Duale: I Regret Decision To Merge URP With TNA

Garissa Township MP Aden Duale. [Courtesy]

Former National Assembly Majority Leader Aden Duale has broken his silence on the ongoings in the political arena months after he was kicked out of the plum position.

Giving his views on the fallout in the ruling Jubilee party, the Garissa Township MP says that he regrets the decision to fold up parties in the run up to the 2017 General Elections to form Jubilee.

In a recent interview with the Standard, Duale said that he had reservations in the proposal to dissolve the United Republican Party (URP) but his then party leader Deputy President William Ruto and The National Alliance (TNA) counterpart Uhuru Kenyatta convinced him on the need to merge the parties.

With the rise of Kieleweke and Tanga Tanga factions and continued isolation of DP Ruto from key Jubilee party decisions, Jubilee is a shadow of its former self.

Duale, a vocal Ruto ally, says that if President Kenyatta does not act Jubilee will die a natural death.

“We collapsed 14 parties to form Jubilee. We wanted to kill ethnic-based parties. I had misgivings about dissolving URP. Uhuru and Ruto convinced me. The party grew and managed to have elected leaders in 44 counties, with 170 MPs, ” said Duale.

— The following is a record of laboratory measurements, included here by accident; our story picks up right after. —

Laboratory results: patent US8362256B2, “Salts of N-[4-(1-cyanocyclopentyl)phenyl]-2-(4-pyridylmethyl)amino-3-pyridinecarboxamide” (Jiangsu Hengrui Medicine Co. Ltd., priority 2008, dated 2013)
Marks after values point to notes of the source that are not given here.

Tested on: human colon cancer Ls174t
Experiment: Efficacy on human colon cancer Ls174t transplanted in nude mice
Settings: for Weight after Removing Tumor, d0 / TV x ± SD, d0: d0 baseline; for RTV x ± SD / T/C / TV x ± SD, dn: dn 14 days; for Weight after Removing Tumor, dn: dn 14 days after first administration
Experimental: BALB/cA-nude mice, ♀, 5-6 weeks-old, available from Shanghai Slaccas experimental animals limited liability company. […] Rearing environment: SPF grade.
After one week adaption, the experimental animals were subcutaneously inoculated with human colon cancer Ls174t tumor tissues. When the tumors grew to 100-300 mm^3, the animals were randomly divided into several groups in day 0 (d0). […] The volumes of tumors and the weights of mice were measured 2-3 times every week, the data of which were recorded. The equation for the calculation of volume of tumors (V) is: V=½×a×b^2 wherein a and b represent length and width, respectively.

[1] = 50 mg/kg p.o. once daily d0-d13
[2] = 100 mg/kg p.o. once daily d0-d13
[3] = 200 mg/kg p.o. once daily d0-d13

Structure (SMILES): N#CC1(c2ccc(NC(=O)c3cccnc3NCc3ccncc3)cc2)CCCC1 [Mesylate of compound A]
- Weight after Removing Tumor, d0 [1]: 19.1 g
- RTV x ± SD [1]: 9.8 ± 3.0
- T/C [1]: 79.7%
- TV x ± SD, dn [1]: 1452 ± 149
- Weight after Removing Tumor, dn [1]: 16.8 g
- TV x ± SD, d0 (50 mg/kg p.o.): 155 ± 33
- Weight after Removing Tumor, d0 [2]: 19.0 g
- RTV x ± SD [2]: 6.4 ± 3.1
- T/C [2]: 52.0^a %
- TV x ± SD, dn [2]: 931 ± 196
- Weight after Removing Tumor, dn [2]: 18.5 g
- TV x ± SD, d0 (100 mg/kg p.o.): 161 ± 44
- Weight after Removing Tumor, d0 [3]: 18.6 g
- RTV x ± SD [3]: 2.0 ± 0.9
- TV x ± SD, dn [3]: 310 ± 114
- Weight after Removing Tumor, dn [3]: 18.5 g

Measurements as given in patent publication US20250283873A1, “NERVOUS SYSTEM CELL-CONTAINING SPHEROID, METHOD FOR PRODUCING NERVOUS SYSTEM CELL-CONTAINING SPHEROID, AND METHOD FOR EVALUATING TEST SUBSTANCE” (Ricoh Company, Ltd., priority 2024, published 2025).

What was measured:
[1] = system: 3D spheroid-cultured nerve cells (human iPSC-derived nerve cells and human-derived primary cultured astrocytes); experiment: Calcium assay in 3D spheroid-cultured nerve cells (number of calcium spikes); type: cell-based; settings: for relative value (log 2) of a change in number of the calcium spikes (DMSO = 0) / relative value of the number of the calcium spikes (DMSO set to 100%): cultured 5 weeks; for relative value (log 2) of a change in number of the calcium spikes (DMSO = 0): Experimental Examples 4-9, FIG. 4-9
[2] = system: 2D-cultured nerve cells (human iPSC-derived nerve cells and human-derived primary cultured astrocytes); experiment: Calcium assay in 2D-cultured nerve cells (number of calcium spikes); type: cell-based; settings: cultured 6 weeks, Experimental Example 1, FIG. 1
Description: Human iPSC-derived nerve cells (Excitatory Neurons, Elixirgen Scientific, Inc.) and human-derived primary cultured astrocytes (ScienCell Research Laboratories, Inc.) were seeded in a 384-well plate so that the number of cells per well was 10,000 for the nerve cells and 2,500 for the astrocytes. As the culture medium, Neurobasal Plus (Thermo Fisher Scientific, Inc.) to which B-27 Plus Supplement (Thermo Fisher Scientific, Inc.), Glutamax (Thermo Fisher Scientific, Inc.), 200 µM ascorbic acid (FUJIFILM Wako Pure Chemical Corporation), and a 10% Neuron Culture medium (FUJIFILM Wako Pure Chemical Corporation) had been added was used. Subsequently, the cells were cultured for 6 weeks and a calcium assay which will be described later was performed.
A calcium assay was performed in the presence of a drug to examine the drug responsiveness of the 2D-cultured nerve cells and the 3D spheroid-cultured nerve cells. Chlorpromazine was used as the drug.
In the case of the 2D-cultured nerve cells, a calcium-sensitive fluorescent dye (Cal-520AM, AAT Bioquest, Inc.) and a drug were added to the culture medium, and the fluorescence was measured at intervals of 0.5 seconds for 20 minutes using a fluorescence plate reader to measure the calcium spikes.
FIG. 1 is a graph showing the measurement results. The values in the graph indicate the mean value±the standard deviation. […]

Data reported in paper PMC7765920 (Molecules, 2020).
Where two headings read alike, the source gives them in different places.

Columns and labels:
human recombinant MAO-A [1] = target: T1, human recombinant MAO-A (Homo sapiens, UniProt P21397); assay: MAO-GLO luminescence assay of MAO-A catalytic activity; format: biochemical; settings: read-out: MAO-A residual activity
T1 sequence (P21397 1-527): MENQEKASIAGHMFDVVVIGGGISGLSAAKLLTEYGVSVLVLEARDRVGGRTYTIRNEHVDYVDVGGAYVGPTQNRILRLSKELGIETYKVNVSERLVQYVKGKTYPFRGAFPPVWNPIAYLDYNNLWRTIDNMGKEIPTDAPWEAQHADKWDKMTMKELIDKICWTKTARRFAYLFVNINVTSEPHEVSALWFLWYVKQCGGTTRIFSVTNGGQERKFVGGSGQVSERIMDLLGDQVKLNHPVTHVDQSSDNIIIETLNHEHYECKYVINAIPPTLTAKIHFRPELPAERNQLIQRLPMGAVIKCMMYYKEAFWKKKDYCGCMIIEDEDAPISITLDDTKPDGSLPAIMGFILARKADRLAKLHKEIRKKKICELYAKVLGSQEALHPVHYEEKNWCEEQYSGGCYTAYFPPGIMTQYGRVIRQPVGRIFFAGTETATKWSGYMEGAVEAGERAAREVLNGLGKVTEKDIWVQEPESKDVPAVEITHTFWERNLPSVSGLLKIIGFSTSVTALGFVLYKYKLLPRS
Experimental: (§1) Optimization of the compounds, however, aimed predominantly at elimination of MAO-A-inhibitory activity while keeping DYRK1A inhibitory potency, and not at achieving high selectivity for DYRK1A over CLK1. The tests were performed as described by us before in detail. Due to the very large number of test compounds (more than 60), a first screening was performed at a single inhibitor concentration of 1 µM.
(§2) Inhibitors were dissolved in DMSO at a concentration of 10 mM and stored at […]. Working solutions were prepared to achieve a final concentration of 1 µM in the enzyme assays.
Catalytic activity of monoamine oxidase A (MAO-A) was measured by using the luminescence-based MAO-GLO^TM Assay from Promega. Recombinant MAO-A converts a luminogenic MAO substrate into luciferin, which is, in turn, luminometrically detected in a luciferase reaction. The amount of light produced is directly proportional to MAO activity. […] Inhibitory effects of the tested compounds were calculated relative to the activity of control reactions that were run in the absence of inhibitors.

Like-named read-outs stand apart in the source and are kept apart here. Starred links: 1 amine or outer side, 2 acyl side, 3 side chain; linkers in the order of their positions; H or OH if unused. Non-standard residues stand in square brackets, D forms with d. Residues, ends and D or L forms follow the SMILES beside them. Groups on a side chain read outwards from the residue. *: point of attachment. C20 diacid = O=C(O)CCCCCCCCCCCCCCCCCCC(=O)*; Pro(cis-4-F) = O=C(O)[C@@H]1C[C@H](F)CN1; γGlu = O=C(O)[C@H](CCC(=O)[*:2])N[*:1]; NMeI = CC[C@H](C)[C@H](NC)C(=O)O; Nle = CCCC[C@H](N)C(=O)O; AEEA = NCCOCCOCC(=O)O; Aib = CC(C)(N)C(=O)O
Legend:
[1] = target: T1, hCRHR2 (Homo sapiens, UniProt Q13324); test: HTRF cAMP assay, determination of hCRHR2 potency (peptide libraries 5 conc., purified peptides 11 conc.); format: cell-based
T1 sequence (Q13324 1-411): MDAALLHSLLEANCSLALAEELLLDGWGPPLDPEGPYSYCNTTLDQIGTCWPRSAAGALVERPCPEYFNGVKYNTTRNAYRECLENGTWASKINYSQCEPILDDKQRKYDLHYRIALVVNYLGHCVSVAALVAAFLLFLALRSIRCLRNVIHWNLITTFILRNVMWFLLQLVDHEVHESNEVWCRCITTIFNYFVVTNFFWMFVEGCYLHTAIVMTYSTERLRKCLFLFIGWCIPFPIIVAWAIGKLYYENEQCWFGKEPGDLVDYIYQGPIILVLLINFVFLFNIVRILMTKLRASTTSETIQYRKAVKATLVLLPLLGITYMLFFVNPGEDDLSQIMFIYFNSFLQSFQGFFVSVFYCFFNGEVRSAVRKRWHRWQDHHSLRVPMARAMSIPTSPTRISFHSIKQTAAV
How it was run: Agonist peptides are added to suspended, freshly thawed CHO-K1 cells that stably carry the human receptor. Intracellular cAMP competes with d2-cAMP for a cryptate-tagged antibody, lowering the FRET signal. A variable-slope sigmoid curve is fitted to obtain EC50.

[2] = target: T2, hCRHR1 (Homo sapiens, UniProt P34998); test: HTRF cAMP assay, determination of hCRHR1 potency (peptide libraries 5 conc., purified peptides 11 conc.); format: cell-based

“But today, it is a shell. I regret the decision to collapse parties. If the president will not salvage Jubilee, the 2002 scenarios in Kanu will play out. There will be a mass exodus by leaders who will form a new outfit. I urge the president to rescue it. He can leave a legacy of leading the largest united, cohesive party.”

Duale was stripped of his majority leader role on June 22 following a Jubilee purge that extended to the national assembly.

The MP was among a number of lawmakers allied to DP Ruto who were ejected from house positions over alleged disloyalty to the party and its leader — the President.

He was replaced by Kipipiri MP and former Finance Minister Amos Kimunya.

Three months after his ouster, Duale says he has no regrets as he did his best in his seven years in office as House majority leader.

“I have absolutely no regrets. I’m a man of faith and I believe no position is permanent. Everyone who gets a chance to serve in public office, even the presidency, has to hang their boots at some point,” he said.

“I am happy having had the privilege to be the first leader of majority under Article 108 of the 2010 Constitution. I thank President Uhuru Kenyatta and his deputy William Ruto for entrusting me with such an important constitutional office.”

The MP said that the ouster did not come as a surprise as betrayal is normal in politics.

“In politics, the common denominator is betrayal and deceit and this you can ask Raila Odinga, William Ruto, Kalonzo Musyoka, Uhuru Kenyatta and many others who faced challenges in their political careers. I knew a day would come when I would leave office. I will focus on the future not the past. I am now doing my memoirs, ” he added.

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